Home | Comment & Analysis    Monday 23 December 2013

When the Nile reversed its course


By Athiaan Majak Malou

December 22, 2013 - The recent political crisis in the newest nation on earth, the Republic of South Sudan, is going to have repercussions throughout the region, if not contained early enough. Being a new country and the same endowed with natural resources such as oil, fresh water, arable land, forest, livestock, etc. it has attracted people looking for employment and business opportunities from all over Central and Eastern African Region and other parts of the World.

As the latest country to get independence, it is being regarded as a newly discovered land. In human history when Americas, Australia, New Zealand and other new lands were discovered, it attracted curiosity of many and people move to these places in mass, looking for better opportunities. This is the same with South Sudan.

If you see the recent movement of people and goods in the region to South and probably to other Nile basin countries, it is reminiscent of the movement of Nile waters. The Nile, which is the World’s longest river starts its course from Lake Victoria in East Africa and meanders its way northwards through Uganda, South Sudan, Sudan and Egypt.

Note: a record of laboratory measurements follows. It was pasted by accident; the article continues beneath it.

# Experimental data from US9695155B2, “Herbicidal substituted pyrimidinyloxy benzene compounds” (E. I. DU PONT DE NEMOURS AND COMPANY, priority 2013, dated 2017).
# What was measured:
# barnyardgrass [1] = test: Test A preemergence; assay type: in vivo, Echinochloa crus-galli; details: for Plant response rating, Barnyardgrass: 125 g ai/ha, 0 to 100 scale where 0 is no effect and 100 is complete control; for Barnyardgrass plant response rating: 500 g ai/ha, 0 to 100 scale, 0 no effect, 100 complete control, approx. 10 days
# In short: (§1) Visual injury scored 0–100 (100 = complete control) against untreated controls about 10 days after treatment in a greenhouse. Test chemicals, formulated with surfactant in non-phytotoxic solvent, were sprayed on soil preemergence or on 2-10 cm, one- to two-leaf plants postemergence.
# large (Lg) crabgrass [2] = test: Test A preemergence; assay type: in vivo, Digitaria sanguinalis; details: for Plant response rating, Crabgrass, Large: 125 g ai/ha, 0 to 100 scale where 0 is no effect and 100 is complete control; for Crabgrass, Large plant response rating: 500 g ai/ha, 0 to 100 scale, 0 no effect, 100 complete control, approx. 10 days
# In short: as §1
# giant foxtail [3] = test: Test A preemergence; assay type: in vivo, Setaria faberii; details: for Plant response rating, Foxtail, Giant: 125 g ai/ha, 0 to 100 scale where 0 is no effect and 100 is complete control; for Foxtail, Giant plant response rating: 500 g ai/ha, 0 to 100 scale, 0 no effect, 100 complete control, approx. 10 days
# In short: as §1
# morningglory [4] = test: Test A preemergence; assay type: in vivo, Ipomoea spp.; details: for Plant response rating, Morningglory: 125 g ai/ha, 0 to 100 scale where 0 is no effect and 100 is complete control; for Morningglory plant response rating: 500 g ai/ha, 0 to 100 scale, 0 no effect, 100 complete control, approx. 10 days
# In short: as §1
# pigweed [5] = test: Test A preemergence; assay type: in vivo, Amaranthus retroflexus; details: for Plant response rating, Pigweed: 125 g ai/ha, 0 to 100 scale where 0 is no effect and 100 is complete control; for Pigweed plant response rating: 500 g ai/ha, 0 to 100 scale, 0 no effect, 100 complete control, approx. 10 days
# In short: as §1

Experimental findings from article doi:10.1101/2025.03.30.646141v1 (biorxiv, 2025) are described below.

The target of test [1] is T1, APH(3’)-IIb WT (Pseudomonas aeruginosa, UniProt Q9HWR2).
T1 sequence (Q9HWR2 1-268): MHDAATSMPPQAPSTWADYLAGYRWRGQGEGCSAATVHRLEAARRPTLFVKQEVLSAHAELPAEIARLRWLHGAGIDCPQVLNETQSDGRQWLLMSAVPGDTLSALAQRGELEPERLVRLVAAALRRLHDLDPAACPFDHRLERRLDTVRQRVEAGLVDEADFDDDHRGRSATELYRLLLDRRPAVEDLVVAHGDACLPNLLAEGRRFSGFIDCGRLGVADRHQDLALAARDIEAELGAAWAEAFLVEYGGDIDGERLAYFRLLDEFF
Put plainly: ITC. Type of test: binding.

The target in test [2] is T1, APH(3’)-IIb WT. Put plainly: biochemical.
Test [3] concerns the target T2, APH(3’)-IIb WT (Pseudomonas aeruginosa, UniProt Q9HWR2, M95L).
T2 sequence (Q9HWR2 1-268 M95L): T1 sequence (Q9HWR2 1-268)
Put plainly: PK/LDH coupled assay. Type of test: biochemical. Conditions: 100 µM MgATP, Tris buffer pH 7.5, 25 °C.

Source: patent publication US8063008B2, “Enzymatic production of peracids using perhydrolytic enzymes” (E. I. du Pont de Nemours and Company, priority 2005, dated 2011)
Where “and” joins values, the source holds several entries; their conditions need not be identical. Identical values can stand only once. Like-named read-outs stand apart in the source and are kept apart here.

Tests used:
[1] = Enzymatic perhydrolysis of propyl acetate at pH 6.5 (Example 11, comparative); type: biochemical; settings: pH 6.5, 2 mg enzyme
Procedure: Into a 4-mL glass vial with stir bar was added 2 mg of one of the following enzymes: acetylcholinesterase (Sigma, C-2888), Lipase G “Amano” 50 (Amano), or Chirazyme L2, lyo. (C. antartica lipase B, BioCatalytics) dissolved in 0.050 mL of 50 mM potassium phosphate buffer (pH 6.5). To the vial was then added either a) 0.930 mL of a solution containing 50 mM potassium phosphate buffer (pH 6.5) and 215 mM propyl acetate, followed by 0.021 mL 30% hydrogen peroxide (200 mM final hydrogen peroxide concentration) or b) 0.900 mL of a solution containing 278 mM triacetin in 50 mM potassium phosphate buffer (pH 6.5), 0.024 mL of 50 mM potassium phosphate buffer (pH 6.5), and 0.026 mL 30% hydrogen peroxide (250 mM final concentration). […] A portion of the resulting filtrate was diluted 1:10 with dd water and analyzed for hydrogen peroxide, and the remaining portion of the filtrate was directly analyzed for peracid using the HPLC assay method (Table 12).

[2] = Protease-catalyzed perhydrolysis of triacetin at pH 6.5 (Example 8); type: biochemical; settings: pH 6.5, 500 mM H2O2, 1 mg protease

This analogy came to mind when on Saturday 21st December 2013 while at Nimule border crossing I saw massive exodus of people from South Sudan to Uganda. It was like the Nile has reversed it course to move to opposite direction-from north to south.

Scrambling for entry visa at Elegu border point in Uganda after the
recent crisis in Juba

The signing of Comprehensive peace Agreement (CPA) in 2005 between the now two Sudanese nations brought peace, stability and hope in the region. Since then, people from Central and Eastern African countries moved into Juba and other towns to find employment opportunities or do all sorts of businesses. Anybody who might have ventured to Juba before this crisis could have easily noticed the presence of different foreign nationals from all over the world. Some of these foreigners have specialised in specific business. For examples Ethiopians and Eritreans are doing hotel and water supply business. The Somalis are running petrol stations and supply of building materials such as cement, timber, iron bars and nails. Kenyans supply electronics equipment among others. D. R. Congolese supply second hand reconditioned vehicles and the notorious Senke Motorcycles used as Bodabodas. Most Ugandans were engaged in Bodaboda (taxi motorcycle) business before they were banned by the minister of interior two months ago. Darfuris and other northern Sudanese are doing shopkeeping. The Maasai people from Kenya and Tanzania are providing herbal medicine in nomadic clinics. These in addition to other petty trading and some of the women from all over the region who are engaged in what they call live-business in brothels.